Telecom Italia remained under pressure this week as revelations continued about the illegal espionage allegedly carried out by the security department of the Italian telecom incumbent.
The scandal will inevitably affect Telecom Italia's image for a while, particularly the way it is viewed in relation to corporate responsibility issues, industry experts say.
A new round of sniping in the press was sparked when Marco Tronchetti Provera, the chairman of tire and cable manufacturer Pirelli and chairman of Telecom Italia at the time of the alleged abuses, responded to the arrest last week of four of Telecom Italia’s security staff by writing an open letter to the Turin daily La Stampa to deny all knowledge of their alleged illegal activities.
"Never in my life and in the course of my professional activity have I acted in violation of the law, either directly or by giving instructions to others to do so," Tronchetti Provera wrote in the letter, which was published on the front page of the newspaper Sunday.
The Pirelli chairman rejected Milan magistrates' accusations that he had used the resources of Telecom Italia to spy on politicians, members of the Communications Authority, rival businessmen, and journalists.
Tronchetti’s letter evidently failed to convince Massimo Mucchetti, a deputy editor of the Corriere della Sera, who was allegedly spied on by the Telecom Italia security team because of his critical articles about the company.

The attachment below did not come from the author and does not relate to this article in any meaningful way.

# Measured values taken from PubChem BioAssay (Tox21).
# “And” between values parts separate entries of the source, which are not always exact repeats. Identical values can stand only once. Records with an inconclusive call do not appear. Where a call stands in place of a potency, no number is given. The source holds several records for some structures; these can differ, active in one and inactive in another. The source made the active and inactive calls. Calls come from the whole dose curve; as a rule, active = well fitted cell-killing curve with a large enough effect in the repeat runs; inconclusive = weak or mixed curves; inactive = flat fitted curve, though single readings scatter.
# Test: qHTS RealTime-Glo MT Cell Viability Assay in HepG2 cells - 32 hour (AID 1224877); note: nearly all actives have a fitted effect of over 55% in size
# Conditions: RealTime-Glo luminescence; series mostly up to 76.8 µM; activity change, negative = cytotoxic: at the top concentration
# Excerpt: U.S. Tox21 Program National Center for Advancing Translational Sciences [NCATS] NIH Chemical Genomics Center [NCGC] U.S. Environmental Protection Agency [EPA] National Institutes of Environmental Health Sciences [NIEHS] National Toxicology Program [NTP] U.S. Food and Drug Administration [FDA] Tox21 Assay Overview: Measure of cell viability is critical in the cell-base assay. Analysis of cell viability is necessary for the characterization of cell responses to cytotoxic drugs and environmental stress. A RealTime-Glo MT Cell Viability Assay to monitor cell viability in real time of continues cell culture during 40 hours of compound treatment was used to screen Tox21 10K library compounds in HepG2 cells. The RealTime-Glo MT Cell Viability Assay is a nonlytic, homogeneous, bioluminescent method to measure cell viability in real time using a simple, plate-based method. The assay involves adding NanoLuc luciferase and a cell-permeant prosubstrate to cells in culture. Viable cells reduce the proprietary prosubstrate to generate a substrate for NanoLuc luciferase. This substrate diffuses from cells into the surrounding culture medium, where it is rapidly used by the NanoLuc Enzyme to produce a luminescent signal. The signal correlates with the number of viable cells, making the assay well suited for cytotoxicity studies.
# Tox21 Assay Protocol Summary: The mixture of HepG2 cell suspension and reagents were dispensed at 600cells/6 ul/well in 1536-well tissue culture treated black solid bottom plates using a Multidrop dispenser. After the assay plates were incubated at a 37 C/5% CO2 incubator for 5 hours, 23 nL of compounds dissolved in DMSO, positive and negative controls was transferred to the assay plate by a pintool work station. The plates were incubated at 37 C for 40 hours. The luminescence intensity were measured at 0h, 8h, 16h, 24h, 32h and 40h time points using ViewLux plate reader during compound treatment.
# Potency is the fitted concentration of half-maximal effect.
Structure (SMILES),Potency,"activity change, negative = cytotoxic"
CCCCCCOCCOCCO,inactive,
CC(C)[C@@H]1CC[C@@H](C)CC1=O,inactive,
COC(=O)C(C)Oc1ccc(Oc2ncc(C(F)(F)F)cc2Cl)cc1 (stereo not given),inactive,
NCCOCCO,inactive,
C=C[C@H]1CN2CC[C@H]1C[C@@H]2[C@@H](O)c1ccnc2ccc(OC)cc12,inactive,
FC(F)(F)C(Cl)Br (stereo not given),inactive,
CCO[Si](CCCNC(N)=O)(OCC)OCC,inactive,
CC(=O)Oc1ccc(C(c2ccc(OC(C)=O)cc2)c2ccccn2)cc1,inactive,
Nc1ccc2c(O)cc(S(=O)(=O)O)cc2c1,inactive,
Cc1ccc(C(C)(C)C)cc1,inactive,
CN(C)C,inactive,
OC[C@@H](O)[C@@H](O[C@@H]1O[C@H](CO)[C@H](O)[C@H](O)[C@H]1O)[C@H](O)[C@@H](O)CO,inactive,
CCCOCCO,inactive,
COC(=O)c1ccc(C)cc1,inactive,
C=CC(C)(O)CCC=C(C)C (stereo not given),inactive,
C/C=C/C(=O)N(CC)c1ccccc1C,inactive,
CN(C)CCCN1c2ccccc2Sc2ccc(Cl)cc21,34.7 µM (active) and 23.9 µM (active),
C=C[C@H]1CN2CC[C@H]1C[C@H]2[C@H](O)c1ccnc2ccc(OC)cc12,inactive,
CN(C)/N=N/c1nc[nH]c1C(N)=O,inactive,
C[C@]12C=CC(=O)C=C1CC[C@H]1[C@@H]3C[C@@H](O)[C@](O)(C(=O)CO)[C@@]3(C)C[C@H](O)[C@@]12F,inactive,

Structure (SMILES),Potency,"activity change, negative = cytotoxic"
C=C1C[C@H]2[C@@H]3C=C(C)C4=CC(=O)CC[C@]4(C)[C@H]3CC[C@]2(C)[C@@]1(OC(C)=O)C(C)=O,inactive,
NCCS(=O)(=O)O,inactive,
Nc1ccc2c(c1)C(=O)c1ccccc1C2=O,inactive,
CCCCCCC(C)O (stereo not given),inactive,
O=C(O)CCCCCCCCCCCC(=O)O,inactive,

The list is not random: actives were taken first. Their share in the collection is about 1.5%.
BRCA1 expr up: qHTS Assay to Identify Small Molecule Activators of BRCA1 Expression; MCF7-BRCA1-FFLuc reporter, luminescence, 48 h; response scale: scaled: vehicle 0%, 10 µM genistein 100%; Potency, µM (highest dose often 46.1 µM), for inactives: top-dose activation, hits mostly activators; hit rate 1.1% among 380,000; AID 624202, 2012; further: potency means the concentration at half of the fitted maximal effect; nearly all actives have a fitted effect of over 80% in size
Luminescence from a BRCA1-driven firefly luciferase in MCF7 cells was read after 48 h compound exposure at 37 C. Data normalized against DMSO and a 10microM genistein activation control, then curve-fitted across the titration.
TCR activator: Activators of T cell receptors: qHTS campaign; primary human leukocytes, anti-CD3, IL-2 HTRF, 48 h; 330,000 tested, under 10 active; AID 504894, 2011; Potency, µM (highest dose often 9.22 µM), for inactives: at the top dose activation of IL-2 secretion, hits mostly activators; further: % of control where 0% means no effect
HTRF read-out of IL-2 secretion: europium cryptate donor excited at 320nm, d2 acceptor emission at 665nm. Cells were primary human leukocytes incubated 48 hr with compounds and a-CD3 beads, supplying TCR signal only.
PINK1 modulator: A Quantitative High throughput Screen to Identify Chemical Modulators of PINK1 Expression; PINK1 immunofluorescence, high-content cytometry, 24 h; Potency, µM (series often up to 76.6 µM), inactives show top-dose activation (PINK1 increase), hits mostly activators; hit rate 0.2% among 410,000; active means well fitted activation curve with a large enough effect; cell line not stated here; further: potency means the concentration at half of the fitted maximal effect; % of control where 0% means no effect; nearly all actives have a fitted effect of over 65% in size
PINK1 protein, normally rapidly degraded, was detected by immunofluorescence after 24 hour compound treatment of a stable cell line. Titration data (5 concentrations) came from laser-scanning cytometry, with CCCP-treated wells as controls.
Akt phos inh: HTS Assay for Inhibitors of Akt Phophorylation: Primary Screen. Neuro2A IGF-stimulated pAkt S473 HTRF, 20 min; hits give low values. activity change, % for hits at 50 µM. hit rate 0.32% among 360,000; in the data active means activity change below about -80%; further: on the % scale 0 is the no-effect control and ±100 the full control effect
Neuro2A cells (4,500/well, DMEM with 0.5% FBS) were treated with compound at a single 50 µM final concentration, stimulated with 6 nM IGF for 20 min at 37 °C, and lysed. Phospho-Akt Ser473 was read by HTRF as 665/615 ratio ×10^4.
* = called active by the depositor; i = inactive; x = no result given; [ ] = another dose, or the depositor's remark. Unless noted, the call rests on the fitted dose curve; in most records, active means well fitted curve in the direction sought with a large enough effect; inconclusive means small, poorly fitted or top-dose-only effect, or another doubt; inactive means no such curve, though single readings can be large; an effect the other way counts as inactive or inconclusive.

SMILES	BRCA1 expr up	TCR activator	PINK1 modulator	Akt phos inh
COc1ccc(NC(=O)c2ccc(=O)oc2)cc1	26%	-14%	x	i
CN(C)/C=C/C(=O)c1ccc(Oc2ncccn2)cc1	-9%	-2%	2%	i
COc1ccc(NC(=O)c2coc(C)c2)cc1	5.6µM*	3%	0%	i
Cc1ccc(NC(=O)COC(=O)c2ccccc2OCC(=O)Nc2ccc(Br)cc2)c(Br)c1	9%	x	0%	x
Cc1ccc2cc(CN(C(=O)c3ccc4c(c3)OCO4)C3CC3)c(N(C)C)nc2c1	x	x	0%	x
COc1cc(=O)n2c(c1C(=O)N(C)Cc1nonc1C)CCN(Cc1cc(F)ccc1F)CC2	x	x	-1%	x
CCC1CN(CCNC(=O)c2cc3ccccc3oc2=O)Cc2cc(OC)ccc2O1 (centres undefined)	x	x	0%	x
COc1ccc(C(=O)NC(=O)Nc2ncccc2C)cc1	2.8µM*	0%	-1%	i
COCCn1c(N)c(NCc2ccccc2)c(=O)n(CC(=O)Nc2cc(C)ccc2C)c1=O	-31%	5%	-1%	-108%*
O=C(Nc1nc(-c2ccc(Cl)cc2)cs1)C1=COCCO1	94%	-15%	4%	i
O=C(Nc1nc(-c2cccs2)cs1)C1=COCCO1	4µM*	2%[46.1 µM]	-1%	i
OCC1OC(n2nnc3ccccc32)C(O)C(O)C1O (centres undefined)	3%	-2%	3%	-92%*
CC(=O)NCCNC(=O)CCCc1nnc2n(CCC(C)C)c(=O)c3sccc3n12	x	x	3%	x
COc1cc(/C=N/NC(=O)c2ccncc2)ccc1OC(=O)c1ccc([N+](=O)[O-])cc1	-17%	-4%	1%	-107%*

In an article published by the Milan daily on Tuesday, Mucchetti claimed Tronchetti had tried to pressure the Corriere della Sera management into rescinding his appointment as deputy editor. Telecom Italia's security team had investigated him on the assumption that his critical articles about the company must have been commissioned by their competitors, he said. "This is a sign of a culture of suspicion that sits uneasily with Tronchetti’s statements," Mucchetti wrote.
Another article published by the Corriere della Sera Tuesday challenged Tronchetti's claim to have cooperated wholeheartedly with the judicial investigation. The paper quoted from one of the prosecutors’ reports claiming that Telecom Italia had stalled on providing information about Internet traffic once it realized that it implicated one of its own computers in an illegal hacking operation.
Details of the ongoing investigation that have been published in the press are probably only the tip of the iceberg, but they are already enough to undermine confidence in Telecom Italia’s reliability, according to Stefano Zanero, an independent technology security consultant.
"Other large companies almost certainly do these kinds of things," Zanero said in an interview. "That’s why you need to have check and balances within the company to keep things under control. It seems that at Telecom Italia, all the checks and balances went out the window. The abuses seem to have been systematic, that’s what’s alarming."
The fact the company was responsible for managing Italy's telecommunications infrastructure makes the loss of confidence all the more grave, he said.
Zanero said he interviewed Giuliano Tavaroli at length and had been impressed by the professional competence of the arrested former head of Telecom Italia's security department, incarcerated on illegal espionage charges. "His staff was well known and respected. I have to say, I have been deeply surprised at what has happened."